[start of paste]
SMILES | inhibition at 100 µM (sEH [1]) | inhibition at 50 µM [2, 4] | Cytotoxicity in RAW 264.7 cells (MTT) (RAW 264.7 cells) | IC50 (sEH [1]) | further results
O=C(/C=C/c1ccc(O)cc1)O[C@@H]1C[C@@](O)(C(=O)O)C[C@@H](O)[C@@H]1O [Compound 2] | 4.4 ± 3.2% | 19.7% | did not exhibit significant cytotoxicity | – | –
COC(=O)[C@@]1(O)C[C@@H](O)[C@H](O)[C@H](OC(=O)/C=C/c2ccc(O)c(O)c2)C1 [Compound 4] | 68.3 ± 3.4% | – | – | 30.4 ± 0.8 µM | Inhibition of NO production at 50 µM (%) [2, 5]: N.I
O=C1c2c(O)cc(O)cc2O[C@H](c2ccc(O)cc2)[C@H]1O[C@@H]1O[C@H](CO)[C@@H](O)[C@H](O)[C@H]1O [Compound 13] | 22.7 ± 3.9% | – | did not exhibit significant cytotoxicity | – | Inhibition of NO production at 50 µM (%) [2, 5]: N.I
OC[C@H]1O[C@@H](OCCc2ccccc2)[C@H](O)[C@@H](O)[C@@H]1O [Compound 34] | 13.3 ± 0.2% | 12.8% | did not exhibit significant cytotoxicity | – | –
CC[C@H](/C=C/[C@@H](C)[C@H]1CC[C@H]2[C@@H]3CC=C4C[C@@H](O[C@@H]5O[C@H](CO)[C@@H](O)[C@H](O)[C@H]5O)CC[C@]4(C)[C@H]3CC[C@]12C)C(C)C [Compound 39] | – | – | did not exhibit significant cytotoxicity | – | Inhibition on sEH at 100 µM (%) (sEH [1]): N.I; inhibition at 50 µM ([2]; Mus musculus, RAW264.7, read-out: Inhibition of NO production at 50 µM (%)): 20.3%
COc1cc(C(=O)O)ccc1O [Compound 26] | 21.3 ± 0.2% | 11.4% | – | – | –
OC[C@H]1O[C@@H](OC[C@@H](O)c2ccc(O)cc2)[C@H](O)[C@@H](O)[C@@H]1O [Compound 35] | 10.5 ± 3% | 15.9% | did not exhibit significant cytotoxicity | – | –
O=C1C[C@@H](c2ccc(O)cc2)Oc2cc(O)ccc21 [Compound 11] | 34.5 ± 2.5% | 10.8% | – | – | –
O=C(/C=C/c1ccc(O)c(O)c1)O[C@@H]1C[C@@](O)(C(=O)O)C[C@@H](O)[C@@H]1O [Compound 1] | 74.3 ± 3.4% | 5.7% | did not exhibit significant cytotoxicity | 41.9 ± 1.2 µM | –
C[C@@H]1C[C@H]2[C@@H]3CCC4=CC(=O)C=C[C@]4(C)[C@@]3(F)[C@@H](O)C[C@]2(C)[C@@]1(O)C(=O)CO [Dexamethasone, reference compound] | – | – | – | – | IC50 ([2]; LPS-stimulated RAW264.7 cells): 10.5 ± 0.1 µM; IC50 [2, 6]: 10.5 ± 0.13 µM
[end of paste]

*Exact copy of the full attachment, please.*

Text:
SMILES | inhibition at 100 µM (sEH [1]) | inhibition at 50 µM [2, 4] | Cytotoxicity in RAW 264.7 cells (MTT) (RAW 264.7 cells) | IC50 (sEH [1]) | further results
O=C(/C=C/c1ccc(O)cc1)O[C@@H]1C[C@@](O)(C(=O)O)C[C@@H](O)[C@@H]1O [Compound 2] | 4.4 ± 3.2% | 19.7% | did not exhibit significant cytotoxicity | – | –
COC(=O)[C@@]1(O)C[C@@H](O)[C@H](O)[C@H](OC(=O)/C=C/c2ccc(O)c(O)c2)C1 [Compound 4] | 68.3 ± 3.4% | – | – | 30.4 ± 0.8 µM | Inhibition of NO production at 50 µM (%) [2, 5]: N.I
O=C1c2c(O)cc(O)cc2O[C@H](c2ccc(O)cc2)[C@H]1O[C@@H]1O[C@H](CO)[C@@H](O)[C@H](O)[C@H]1O [Compound 13] | 22.7 ± 3.9% | – | did not exhibit significant cytotoxicity | – | Inhibition of NO production at 50 µM (%) [2, 5]: N.I
OC[C@H]1O[C@@H](OCCc2ccccc2)[C@H](O)[C@@H](O)[C@@H]1O [Compound 34] | 13.3 ± 0.2% | 12.8% | did not exhibit significant cytotoxicity | – | –
CC[C@H](/C=C/[C@@H](C)[C@H]1CC[C@H]2[C@@H]3CC=C4C[C@@H](O[C@@H]5O[C@H](CO)[C@@H](O)[C@H](O)[C@H]5O)CC[C@]4(C)[C@H]3CC[C@]12C)C(C)C [Compound 39] | – | – | did not exhibit significant cytotoxicity | – | Inhibition on sEH at 100 µM (%) (sEH [1]): N.I; inhibition at 50 µM ([2]; Mus musculus, RAW264.7, read-out: Inhibition of NO production at 50 µM (%)): 20.3%
COc1cc(C(=O)O)ccc1O [Compound 26] | 21.3 ± 0.2% | 11.4% | – | – | –
OC[C@H]1O[C@@H](OC[C@@H](O)c2ccc(O)cc2)[C@H](O)[C@@H](O)[C@@H]1O [Compound 35] | 10.5 ± 3% | 15.9% | did not exhibit significant cytotoxicity | – | –
O=C1C[C@@H](c2ccc(O)cc2)Oc2cc(O)ccc21 [Compound 11] | 34.5 ± 2.5% | 10.8% | – | – | –
O=C(/C=C/c1ccc(O)c(O)c1)O[C@@H]1C[C@@](O)(C(=O)O)C[C@@H](O)[C@@H]1O [Compound 1] | 74.3 ± 3.4% | 5.7% | did not exhibit significant cytotoxicity | 41.9 ± 1.2 µM | –
C[C@@H]1C[C@H]2[C@@H]3CCC4=CC(=O)C=C[C@]4(C)[C@@]3(F)[C@@H](O)C[C@]2(C)[C@@]1(O)C(=O)CO [Dexamethasone, reference compound] | – | – | – | – | IC50 ([2]; LPS-stimulated RAW264.7 cells): 10.5 ± 0.1 µM; IC50 [2, 6]: 10.5 ± 0.13 µM